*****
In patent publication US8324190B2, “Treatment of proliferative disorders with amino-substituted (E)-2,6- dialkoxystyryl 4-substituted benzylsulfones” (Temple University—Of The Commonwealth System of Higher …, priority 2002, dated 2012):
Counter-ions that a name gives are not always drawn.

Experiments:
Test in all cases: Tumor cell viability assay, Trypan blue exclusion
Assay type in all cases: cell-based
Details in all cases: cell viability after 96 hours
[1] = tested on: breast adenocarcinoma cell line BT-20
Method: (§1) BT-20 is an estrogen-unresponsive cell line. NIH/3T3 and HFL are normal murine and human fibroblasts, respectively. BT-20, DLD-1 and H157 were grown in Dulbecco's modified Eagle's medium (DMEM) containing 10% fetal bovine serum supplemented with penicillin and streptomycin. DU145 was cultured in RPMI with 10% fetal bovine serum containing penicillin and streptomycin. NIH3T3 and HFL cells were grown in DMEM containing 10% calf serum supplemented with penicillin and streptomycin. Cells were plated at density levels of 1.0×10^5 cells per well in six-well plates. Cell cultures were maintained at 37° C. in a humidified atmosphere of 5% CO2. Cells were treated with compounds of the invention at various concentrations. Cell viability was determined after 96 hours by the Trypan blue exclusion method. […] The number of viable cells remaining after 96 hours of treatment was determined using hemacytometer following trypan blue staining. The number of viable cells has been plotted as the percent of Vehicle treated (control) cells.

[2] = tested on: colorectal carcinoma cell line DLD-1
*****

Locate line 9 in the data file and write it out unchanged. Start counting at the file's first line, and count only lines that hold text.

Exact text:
[2] = tested on: colorectal carcinoma cell line DLD-1